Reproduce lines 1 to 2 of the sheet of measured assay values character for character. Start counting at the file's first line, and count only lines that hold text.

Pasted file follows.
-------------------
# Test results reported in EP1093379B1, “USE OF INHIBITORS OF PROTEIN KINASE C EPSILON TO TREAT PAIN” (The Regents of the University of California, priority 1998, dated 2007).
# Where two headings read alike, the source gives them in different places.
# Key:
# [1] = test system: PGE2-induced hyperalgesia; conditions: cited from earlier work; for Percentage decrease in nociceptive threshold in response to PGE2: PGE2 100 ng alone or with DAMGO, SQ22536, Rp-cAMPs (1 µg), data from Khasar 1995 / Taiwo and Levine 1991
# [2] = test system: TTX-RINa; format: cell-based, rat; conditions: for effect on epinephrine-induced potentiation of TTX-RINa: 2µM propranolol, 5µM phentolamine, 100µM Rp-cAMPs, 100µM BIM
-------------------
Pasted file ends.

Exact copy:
# Test results reported in EP1093379B1, “USE OF INHIBITORS OF PROTEIN KINASE C EPSILON TO TREAT PAIN” (The Regents of the University of California, priority 1998, dated 2007).
# Where two headings read alike, the source gives them in different places.